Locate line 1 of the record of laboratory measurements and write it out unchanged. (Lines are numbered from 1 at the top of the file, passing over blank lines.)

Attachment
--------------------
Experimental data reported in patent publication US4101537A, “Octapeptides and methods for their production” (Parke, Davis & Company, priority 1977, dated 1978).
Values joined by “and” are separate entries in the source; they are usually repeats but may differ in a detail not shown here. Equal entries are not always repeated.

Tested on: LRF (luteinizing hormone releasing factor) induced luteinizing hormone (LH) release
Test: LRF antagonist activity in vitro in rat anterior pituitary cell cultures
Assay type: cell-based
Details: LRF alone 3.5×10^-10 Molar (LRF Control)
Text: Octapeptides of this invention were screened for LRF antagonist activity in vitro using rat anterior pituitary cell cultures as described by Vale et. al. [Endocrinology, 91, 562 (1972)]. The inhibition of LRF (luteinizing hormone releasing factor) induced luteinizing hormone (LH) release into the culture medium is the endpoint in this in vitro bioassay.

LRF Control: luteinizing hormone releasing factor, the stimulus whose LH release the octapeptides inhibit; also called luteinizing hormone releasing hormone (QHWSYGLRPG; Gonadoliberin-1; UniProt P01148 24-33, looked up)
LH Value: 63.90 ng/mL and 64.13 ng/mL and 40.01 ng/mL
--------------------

Experimental data reported in patent publication US4101537A, “Octapeptides and methods for their production” (Parke, Davis & Company, priority 1977, dated 1978).